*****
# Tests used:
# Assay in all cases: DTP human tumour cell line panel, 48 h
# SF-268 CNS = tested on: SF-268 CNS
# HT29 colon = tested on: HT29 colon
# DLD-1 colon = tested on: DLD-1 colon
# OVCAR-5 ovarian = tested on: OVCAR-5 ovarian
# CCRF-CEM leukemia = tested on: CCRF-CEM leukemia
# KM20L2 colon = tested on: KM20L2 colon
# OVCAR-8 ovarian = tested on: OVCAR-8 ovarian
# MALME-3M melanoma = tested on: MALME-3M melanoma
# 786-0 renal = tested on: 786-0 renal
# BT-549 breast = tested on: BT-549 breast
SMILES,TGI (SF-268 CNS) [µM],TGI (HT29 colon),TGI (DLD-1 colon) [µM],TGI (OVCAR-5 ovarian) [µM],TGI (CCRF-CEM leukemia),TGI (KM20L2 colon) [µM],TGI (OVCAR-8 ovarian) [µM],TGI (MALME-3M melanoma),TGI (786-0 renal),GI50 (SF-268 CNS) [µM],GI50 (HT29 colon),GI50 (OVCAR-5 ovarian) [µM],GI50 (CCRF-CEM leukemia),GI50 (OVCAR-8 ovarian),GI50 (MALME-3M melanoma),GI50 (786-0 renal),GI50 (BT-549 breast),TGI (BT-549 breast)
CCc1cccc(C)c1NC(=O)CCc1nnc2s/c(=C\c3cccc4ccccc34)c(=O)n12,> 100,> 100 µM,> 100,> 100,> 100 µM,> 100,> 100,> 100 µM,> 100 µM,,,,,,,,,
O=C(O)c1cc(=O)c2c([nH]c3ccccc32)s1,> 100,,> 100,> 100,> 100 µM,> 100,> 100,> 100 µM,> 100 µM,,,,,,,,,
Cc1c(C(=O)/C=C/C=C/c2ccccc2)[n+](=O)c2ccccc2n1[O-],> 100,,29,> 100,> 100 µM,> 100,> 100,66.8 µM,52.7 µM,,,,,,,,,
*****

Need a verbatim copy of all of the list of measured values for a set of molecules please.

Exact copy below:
# Tests used:
# Assay in all cases: DTP human tumour cell line panel, 48 h
# SF-268 CNS = tested on: SF-268 CNS
# HT29 colon = tested on: HT29 colon
# DLD-1 colon = tested on: DLD-1 colon
# OVCAR-5 ovarian = tested on: OVCAR-5 ovarian
# CCRF-CEM leukemia = tested on: CCRF-CEM leukemia
# KM20L2 colon = tested on: KM20L2 colon
# OVCAR-8 ovarian = tested on: OVCAR-8 ovarian
# MALME-3M melanoma = tested on: MALME-3M melanoma
# 786-0 renal = tested on: 786-0 renal
# BT-549 breast = tested on: BT-549 breast
SMILES,TGI (SF-268 CNS) [µM],TGI (HT29 colon),TGI (DLD-1 colon) [µM],TGI (OVCAR-5 ovarian) [µM],TGI (CCRF-CEM leukemia),TGI (KM20L2 colon) [µM],TGI (OVCAR-8 ovarian) [µM],TGI (MALME-3M melanoma),TGI (786-0 renal),GI50 (SF-268 CNS) [µM],GI50 (HT29 colon),GI50 (OVCAR-5 ovarian) [µM],GI50 (CCRF-CEM leukemia),GI50 (OVCAR-8 ovarian),GI50 (MALME-3M melanoma),GI50 (786-0 renal),GI50 (BT-549 breast),TGI (BT-549 breast)
CCc1cccc(C)c1NC(=O)CCc1nnc2s/c(=C\c3cccc4ccccc34)c(=O)n12,> 100,> 100 µM,> 100,> 100,> 100 µM,> 100,> 100,> 100 µM,> 100 µM,,,,,,,,,
O=C(O)c1cc(=O)c2c([nH]c3ccccc32)s1,> 100,,> 100,> 100,> 100 µM,> 100,> 100,> 100 µM,> 100 µM,,,,,,,,,
Cc1c(C(=O)/C=C/C=C/c2ccccc2)[n+](=O)c2ccccc2n1[O-],> 100,,29,> 100,> 100 µM,> 100,> 100,66.8 µM,52.7 µM,,,,,,,,,